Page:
For some of you who have seen me with my head down during a mission, please remember that I am conserving my energy but am fully focused on the mission. Now that the niceties are over with. . .let me sum up by saying that better work is wanted. 
     I thought about what Mr. Williamson said about kids being scared and it reminded me about a point I wanted to make. On the Odyssey we have a doctor and only a doctor, no bridge officer. As the doctor you have to play both roles. It is the doctor's job to help the crew feel the emotions of the situation. If the mission is exciting you should probably not be sleeping on a bunk like Randy Jepperson. I remember when staff fought over the position of Doctor in the ships because they got to control the excitement or fear of the flight. You should make up a name and use an accent (as long as you can sustain it) to make your character more interesting. Make the crew feel like they are in a ship. 

     In the Odyssey the computer doesn't say whether an officer is injured; we leave it up to he doctor. You are the one who can see best who to injure and when. Taking into account their importance to the situation (Don't take tactical in the middle of the few battles that occur). When you do so you should approach them in a way that catches their attention. "Oh, no! We've lost our Datalink officer, I'll see what I can do. . .someone help me bring him to a bunk." Don't just pop them a pill and forget about them for 5 minutes, this is your time to shine as a medical officer. Scan them, focusing in on the injury and then test different methods to get the best result. When complete don't just say, "Your up get out of here." Say something that helps them play along like, "Take it easy, your epidermis can't take much more of that kind of treatment." And if you don't know medical technobable, make some up.

      I know I have babbled a bit long but hopefully you get the idea. I also want to say that you should be where the story is. If the crew is transporting a bomb off their ship, I better see you right next to the Datalink station. It is the flight directors job to keep the mission moving. If you see the crew isn't listening to the obvious hints coming from the flight director, or the captain suggest something more than once through "inspiration", then you should enforce the idea and keep it moving. Stay where the story is for the most part.

     As I mentioned earlier, time is flying by now that I am a bit older. (Which makes me wonder about Dub's [Mr. Williamson's] perception) So I would encourage all of you to have as much fun at the center as possible. But don't do the goofing off fun, do the "I almost got myself killed as I jumped out of the Magellan's doors and scared all of the kids" fun. Believe me, I don't remember any goofing off that I did back in the day, but I do remember all of my injuries.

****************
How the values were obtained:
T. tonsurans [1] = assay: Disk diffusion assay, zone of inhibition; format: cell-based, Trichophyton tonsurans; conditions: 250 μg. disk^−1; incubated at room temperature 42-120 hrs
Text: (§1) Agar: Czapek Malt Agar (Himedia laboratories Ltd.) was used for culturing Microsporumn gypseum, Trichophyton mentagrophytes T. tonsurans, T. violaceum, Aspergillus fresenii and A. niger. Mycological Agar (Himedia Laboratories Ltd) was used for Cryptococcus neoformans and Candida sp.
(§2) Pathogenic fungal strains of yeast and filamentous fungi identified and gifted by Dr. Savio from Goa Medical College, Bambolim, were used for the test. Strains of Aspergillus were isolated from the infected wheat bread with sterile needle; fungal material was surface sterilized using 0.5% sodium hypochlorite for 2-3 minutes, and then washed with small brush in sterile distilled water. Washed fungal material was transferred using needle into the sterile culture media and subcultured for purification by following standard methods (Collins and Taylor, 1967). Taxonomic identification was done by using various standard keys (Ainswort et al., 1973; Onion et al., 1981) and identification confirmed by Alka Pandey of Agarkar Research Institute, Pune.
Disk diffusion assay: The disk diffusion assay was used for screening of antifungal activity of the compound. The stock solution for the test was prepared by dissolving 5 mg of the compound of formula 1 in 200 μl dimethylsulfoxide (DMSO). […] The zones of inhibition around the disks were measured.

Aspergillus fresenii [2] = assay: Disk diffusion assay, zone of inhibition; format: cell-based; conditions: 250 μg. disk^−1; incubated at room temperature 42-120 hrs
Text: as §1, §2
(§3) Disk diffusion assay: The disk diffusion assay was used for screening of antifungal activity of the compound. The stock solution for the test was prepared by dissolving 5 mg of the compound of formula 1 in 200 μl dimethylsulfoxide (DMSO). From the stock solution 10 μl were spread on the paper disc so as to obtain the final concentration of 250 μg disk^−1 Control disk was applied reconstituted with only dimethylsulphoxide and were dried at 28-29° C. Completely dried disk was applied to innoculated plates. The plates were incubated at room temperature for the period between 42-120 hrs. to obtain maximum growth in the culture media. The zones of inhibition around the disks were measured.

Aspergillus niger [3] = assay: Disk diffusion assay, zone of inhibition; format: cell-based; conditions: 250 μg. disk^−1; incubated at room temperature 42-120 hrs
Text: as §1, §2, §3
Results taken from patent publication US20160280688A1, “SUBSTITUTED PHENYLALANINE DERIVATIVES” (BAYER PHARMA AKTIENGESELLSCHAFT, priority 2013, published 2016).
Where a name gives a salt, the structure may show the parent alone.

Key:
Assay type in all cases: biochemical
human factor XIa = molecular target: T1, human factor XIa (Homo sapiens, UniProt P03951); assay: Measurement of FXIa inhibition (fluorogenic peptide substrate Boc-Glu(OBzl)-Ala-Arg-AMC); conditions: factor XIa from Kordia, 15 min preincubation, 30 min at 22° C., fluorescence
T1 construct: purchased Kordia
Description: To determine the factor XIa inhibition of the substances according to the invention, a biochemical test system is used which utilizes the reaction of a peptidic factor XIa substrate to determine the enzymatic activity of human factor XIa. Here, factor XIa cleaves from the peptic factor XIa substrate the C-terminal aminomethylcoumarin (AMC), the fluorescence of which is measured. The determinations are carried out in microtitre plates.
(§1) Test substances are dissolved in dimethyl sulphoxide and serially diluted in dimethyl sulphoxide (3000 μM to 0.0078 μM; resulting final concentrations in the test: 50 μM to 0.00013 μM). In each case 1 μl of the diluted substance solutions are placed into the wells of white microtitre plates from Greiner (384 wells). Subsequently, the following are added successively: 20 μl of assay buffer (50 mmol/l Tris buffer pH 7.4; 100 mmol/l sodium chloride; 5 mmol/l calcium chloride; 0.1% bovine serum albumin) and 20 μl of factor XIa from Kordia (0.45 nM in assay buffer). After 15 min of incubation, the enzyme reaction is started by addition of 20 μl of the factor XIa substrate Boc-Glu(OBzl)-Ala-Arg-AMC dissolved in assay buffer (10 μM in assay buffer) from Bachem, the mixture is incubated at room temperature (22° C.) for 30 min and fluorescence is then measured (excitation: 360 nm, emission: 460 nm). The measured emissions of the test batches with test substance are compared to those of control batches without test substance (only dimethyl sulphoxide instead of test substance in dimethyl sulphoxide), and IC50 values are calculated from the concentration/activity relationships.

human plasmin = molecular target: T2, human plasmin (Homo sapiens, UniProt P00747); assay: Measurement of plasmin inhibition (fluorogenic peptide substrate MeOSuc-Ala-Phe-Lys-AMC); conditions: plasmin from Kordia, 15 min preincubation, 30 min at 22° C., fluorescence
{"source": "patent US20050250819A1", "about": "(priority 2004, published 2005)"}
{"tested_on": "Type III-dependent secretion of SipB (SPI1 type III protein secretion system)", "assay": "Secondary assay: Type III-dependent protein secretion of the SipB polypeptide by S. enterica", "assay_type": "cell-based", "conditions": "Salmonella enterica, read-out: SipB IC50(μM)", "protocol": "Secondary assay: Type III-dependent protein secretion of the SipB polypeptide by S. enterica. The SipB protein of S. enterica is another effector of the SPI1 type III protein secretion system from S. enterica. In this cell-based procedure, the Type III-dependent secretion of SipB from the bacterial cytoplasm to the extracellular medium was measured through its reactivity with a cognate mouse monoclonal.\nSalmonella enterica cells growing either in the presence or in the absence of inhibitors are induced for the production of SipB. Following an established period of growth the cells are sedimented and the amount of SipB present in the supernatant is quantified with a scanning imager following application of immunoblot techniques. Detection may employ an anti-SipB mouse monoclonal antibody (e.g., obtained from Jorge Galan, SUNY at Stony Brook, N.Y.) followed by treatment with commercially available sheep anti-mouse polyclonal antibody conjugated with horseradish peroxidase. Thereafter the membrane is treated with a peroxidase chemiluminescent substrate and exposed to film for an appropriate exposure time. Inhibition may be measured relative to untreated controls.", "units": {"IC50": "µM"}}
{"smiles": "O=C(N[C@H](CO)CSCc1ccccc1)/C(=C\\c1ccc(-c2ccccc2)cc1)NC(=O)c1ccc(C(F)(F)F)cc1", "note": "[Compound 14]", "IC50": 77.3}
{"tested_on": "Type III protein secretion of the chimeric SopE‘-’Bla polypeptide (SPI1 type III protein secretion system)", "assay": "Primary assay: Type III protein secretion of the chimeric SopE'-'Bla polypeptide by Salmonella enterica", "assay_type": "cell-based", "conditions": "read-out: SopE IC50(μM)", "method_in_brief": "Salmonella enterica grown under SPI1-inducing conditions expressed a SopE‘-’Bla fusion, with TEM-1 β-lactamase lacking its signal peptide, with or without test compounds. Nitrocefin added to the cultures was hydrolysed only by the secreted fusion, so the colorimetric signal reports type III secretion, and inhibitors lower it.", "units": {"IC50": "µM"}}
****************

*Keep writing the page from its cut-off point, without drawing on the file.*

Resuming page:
-James Porter

Thoughts on Scaring Kids During a Mission
Emily Perry


This is in response to the most recent journal (concerning scaring people.)

     I think the problem is what it is you are expecting the crew to fear. Weapons that can destroy planets at a time, strange illnesses, those have become more of a reality then futuristic fantasizing. I think that when something becomes more regular, it becomes less

     When my brother went on Shadows, he was scared half to death. I think this is because your enemy isn't something you can shoot or blow up. Your facing something that is just sort of there, lurking in a dampening field, just waiting. It's totally unknown to the crew (in this case my brother).
     The thought of being killed off one at a time can be quite scary as well.
     Having to hide in a "Deep dark place" sort of triggers fear. The words deep and dark add to the urgency to get away.
     So my overall conclusion: use scary words, make the enemy unknown, make the way out not obvious, and make it so only a couple are there to run the whole ship.

Thanks for reading!
Emily Perry

Thoughts on Scaring Kids During a Mission
Megan Warner

As I read the part in the journal about the campers being harder to scare and whatnot, I decided I wanted to speak up on my opinion. I know for a fact, from talking to campers and stuff, that the missions are not losing their scare factor. I've had to try to comfort quite a few campers that were so scared they couldn't move just this month, so that's not it. I think it might just be that they calm down enough over ice cream so as not to be too scared to sleep. I dunno. Anyway, those are my cryptic two cents. It's ok if you didn't get them, I didn't either. To many camps! (I know many of you can understand that.)
Bye all!


Imaginarium Theater
The Best Video Shorts from Around the World Edited for a Gentler Audience

The Imaginarium Memes